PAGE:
Shortly after Baylor’s playoff and Big 12 title hopes shifted squarely on to the shoulders of freshman quarterback Jarrett Stidham, receiver Lynx Hawthorne offered an eye-opening observation about the Bears’ new starter from Stephenville.
Stidham threw such a tight spiral, Hawthorne said, that being on the receiving end felt like “a gift from God” because the ball spun so accurately and effortlessly through the air. He also predicted Baylor’s offense would remain prolific without injured starter Seth Russell because Stidham “isn’t your everyday freshman. He’s gifted way beyond his years.”
Eyebrows raised, along with expectations for the 19-year-old who made his first college start Thursday on the road, in front of a national television audience, against a team led by a coaching icon.
None of that rattled Stidham, who moved seamlessly into Baylor’s starting lineup by throwing for 419 yards and accounting for four touchdowns in a 31-24 victory over Kansas State at Bill Snyder Family Stadium.
Stidham, who played last season for Stephenville High School, led Baylor (8-0, 5-0 Big 12) to touchdowns on its first two possessions and finished the first half with memorable, deep touchdown strikes to Corey Coleman (81 yards) and KD Cannon (55). Stidham completed three passes in three attempts to convert fourth-down situations, including a 38-yarder to Coleman on a fourth-and-1 play that set up the Bears’ fourth touchdown.
People don’t need to be counting us out. We’re still going to be firing on all cylinders.
Baylor QB Jarrett Stidham
Supported by a defense that collected three turnovers, the Bears validated their No. 6 status in the initial College Football Playoff rankings by handing Kansas State (3-5, 0-5) its fifth consecutive loss. They also showed signs they are capable of remaining in the playoff picture without Russell, a fourth-year junior who led the nation in touchdown passes (29) when he suffered a season-ending neck injury in a 45-27 victory over Iowa State on Oct. 24.
“I feel good, coming out here and making my first start in a tough environment,” said Stidham, who completed 22 of 33 passes and did not throw an interception. “We wish Seth was here with us playing, but God has a plan. People don’t need to be counting us out. We’re still going to be firing on all cylinders.”
Stidham had completed 85.7 percent of his passes (24 of 28) for 311 yards and six touchdowns in backup duty before Thursday’s initial start.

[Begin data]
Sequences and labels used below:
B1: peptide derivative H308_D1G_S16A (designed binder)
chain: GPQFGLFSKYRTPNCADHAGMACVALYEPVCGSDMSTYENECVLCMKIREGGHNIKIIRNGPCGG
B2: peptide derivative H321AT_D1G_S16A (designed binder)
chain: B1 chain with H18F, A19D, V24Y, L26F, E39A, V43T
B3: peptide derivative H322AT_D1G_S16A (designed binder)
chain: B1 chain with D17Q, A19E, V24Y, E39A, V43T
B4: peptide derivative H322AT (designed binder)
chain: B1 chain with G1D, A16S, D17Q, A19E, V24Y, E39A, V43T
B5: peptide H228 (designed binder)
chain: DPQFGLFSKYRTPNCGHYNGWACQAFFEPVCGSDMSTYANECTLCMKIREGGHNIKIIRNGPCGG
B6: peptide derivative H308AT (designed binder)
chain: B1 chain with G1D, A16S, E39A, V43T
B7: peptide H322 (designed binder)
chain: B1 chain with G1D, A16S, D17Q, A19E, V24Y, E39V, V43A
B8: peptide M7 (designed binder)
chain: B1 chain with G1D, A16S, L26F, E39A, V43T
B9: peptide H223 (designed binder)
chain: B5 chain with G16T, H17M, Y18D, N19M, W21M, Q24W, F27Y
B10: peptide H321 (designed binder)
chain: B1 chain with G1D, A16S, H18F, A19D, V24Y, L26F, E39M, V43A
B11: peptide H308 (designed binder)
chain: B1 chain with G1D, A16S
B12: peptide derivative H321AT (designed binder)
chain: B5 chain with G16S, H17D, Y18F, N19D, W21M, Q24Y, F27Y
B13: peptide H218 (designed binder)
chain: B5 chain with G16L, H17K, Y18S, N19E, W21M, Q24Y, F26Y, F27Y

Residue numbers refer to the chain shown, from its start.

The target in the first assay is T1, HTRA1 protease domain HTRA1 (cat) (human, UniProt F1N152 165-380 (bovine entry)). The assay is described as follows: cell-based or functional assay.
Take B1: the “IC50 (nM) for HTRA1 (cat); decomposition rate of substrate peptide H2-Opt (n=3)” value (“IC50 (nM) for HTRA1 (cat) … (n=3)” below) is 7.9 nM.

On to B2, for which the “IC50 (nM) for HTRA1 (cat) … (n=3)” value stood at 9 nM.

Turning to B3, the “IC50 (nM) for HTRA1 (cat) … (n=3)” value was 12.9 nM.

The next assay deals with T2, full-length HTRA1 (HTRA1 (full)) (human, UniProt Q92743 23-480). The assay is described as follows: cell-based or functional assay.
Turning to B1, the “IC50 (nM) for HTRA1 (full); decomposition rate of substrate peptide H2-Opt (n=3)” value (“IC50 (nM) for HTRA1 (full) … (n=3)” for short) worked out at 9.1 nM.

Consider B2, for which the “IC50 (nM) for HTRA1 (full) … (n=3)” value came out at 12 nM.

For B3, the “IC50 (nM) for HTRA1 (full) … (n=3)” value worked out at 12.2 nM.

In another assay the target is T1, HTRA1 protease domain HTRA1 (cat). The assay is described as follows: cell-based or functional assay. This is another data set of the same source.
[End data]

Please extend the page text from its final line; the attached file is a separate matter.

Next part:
Bears coach Art Briles has gone out of his way to avoid using the word “freshman” in regard to his new starting quarterback. Instead, Briles called him “a ready quarterback with an old soul” and Stidham lived up to that billing.
His first snap was a 36-yard completion to Coleman on a hitch route. He capped that drive with a 1-yard touchdown run on a zone-read play. He has now thrown 61 passes at the college level, with nine touchdowns and zero interceptions, in eight games.
But his biggest throw came with 4:07 remaining, after Kansas State had trimmed a 31-10 lead to 31-24 with a pair of fourth-quarter touchdowns. Stidham began the ensuing drive with a 40-yard strike to Cannon to move the ball into scoring position and consume most of the remaining clock.
“Honestly, I threw a horrible pass and KD made a great adjustment on it,” Stidham said. “That’s why he’s KD Cannon. He makes great plays when we need them.”
Baylor’s drive eventually ended with a missed field goal. But the Bears got one final stop when Terrell Burt intercepted a Kody Cook pass at the Baylor 36-yard line with 44 seconds remaining and the Wildcats out of timeouts. Although there was debate about whether Burt was inbounds, the play was reviewed and upheld.
419 Passing yards for Stidham in his first career start
Baylor, in turn, showed some resiliency after losing Russell. Baylor running back Devin Chafin said Stidham’s performance did not surprise any of his teammates.
“We see this guy when nobody else does. We all knew Stidham would step up,” said Chafin, who carried 10 times for 39 yards.
In terms of the team’s performance, Chafin said the Bears drew inspiration from being placed at No. 6 in the initial CFP rankings after climbing to No. 2 in The Associated Press poll.
“We definitely had a little chip on our shoulder because of that,” Chafin said.
Stidham said he’s just glad the first start is in the rearview mirror.
“No doubt,” he said. “Anybody that has their first start, they’re ready to just get to the game, get going and get it over with. I felt like throughout the day I was getting a little amped up. But after that first play hit, I was good from then on out.”
In turn, so were Baylor’s continued playoff hopes.
Bay—Stidham 1 run (Callahan kick), 13:14.
KSt—Hubener 1 run (Cantele kick), 3:53.
Bay—Cannon 55 pass from Stidham (Callahan kick), 2:57.
Bay—Coleman 81 pass from Stidham (Callahan kick), 7:06.
KSt—FG Cantele 36, 10:47.
Bay—Coleman 3 pass from Stidham (Callahan kick), 5:10.
Bay—FG Callahan 39, 12:20.
KSt—Hubener 34 run (Cantele kick), 9:47.
KSt—Burton 10 pass from Hubener (Cantele kick), 4:07.
Time of Possession
RUSHING—Baylor, Linwood 13-72, Chafin 10-39, Coleman 2-2, Stidham 7-1, Team 2-(minus 11). Kansas St., Hubener 29-153, C.Jones 16-76, Silmon 2-28, Gronkowski 1-1.
PASSING—Baylor, Stidham 23-33-0-419. Kansas St., Hubener 12-21-1-151, Cook 1-2-1-21.
RECEIVING—Baylor, Coleman 11-216, Cannon 4-108, Lee 4-61, Linwood 3-29, Penning 1-5. Kansas St., Cook 6-71, Dimel 2-58, C.Jones 2-23, Burton 2-17, D.Heath 1-3.